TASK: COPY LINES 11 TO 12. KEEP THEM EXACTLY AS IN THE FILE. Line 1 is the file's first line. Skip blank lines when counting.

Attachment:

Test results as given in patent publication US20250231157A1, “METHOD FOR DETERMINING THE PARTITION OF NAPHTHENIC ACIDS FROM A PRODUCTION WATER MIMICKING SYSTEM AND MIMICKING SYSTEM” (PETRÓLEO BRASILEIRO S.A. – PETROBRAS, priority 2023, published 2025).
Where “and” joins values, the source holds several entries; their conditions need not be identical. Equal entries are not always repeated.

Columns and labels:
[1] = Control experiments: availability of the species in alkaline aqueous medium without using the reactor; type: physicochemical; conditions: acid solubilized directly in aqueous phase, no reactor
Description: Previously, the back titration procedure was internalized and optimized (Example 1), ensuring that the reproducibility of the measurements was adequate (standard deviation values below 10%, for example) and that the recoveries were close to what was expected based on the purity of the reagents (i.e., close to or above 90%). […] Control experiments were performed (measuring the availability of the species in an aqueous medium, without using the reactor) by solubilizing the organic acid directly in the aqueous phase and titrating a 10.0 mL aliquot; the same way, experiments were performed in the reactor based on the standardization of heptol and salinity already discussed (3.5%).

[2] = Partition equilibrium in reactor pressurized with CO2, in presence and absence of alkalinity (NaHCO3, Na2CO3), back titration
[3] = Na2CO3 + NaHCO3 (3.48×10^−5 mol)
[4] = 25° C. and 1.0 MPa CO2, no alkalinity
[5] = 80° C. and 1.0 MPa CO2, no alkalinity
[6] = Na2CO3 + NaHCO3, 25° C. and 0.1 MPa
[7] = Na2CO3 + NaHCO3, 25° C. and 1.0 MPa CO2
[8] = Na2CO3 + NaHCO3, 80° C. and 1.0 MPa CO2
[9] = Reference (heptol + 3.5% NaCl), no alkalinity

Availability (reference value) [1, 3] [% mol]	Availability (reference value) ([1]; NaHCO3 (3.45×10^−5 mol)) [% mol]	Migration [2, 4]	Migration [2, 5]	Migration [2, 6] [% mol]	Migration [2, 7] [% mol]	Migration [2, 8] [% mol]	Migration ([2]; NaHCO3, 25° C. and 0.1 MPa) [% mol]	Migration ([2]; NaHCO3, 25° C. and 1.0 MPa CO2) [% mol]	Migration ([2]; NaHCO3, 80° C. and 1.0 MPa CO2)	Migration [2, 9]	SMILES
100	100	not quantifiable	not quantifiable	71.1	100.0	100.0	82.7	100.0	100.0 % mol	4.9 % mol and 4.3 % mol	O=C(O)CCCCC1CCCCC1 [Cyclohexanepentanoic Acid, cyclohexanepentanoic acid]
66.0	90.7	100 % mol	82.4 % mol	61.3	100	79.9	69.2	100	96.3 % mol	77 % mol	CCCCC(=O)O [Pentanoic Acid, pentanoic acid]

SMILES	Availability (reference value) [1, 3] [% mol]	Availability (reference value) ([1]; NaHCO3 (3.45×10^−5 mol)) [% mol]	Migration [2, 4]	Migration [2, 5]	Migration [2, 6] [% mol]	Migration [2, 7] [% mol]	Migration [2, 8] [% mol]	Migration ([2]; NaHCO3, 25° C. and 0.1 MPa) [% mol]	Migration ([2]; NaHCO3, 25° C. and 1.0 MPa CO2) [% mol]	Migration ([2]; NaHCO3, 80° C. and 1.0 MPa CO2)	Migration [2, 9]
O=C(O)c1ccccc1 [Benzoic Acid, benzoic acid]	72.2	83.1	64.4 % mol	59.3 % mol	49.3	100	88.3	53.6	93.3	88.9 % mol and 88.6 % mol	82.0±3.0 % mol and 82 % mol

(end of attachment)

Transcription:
[7] = Na2CO3 + NaHCO3, 25° C. and 1.0 MPa CO2
[8] = Na2CO3 + NaHCO3, 80° C. and 1.0 MPa CO2